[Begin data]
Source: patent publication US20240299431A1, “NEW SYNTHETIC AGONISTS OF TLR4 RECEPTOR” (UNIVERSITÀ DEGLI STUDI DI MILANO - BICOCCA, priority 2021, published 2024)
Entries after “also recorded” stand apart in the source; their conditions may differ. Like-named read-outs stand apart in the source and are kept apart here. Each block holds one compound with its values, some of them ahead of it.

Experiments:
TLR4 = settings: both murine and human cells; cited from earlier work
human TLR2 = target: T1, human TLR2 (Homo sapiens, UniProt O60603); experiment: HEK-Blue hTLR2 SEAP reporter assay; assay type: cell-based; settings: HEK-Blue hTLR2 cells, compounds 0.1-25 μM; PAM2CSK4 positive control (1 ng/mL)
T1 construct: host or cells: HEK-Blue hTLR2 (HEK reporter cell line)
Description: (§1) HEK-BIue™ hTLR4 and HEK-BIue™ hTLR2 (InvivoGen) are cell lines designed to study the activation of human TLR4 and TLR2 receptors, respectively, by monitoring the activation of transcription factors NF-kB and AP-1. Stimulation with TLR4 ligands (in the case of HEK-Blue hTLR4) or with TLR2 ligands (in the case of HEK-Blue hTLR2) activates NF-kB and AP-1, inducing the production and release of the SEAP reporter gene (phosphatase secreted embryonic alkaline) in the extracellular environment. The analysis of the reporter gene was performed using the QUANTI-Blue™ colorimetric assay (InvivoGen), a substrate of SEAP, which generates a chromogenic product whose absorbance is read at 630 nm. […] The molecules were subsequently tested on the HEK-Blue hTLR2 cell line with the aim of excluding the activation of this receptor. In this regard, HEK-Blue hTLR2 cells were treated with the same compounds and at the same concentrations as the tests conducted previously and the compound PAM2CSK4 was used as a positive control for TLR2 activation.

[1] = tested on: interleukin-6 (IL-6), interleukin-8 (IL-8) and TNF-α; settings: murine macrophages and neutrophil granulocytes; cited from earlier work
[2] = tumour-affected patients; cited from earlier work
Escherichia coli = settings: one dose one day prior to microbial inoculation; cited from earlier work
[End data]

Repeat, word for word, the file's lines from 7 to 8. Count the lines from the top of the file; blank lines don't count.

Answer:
Description: (§1) HEK-BIue™ hTLR4 and HEK-BIue™ hTLR2 (InvivoGen) are cell lines designed to study the activation of human TLR4 and TLR2 receptors, respectively, by monitoring the activation of transcription factors NF-kB and AP-1. Stimulation with TLR4 ligands (in the case of HEK-Blue hTLR4) or with TLR2 ligands (in the case of HEK-Blue hTLR2) activates NF-kB and AP-1, inducing the production and release of the SEAP reporter gene (phosphatase secreted embryonic alkaline) in the extracellular environment. The analysis of the reporter gene was performed using the QUANTI-Blue™ colorimetric assay (InvivoGen), a substrate of SEAP, which generates a chromogenic product whose absorbance is read at 630 nm. […] The molecules were subsequently tested on the HEK-Blue hTLR2 cell line with the aim of excluding the activation of this receptor. In this regard, HEK-Blue hTLR2 cells were treated with the same compounds and at the same concentrations as the tests conducted previously and the compound PAM2CSK4 was used as a positive control for TLR2 activation.

[1] = tested on: interleukin-6 (IL-6), interleukin-8 (IL-8) and TNF-α; settings: murine macrophages and neutrophil granulocytes; cited from earlier work